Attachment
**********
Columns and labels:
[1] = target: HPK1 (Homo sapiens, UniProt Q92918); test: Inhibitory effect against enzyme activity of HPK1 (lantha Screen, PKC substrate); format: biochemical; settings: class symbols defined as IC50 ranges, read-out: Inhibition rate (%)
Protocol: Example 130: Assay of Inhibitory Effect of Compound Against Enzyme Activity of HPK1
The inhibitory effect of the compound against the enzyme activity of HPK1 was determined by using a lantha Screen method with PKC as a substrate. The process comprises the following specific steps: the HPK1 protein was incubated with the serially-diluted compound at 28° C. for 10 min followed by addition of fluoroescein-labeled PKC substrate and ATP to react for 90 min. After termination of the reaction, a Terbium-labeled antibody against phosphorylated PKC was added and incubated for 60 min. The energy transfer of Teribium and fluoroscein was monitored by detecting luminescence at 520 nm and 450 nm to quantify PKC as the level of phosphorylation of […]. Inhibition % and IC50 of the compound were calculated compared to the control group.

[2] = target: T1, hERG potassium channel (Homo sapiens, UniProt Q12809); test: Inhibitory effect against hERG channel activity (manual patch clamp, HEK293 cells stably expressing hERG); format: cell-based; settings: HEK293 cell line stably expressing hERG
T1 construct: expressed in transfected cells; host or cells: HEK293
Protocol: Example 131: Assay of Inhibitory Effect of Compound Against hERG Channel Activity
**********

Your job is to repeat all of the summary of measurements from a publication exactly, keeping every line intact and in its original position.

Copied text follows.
Columns and labels:
[1] = target: HPK1 (Homo sapiens, UniProt Q92918); test: Inhibitory effect against enzyme activity of HPK1 (lantha Screen, PKC substrate); format: biochemical; settings: class symbols defined as IC50 ranges, read-out: Inhibition rate (%)
Protocol: Example 130: Assay of Inhibitory Effect of Compound Against Enzyme Activity of HPK1
The inhibitory effect of the compound against the enzyme activity of HPK1 was determined by using a lantha Screen method with PKC as a substrate. The process comprises the following specific steps: the HPK1 protein was incubated with the serially-diluted compound at 28° C. for 10 min followed by addition of fluoroescein-labeled PKC substrate and ATP to react for 90 min. After termination of the reaction, a Terbium-labeled antibody against phosphorylated PKC was added and incubated for 60 min. The energy transfer of Teribium and fluoroscein was monitored by detecting luminescence at 520 nm and 450 nm to quantify PKC as the level of phosphorylation of […]. Inhibition % and IC50 of the compound were calculated compared to the control group.

[2] = target: T1, hERG potassium channel (Homo sapiens, UniProt Q12809); test: Inhibitory effect against hERG channel activity (manual patch clamp, HEK293 cells stably expressing hERG); format: cell-based; settings: HEK293 cell line stably expressing hERG
T1 construct: expressed in transfected cells; host or cells: HEK293
Protocol: Example 131: Assay of Inhibitory Effect of Compound Against hERG Channel Activity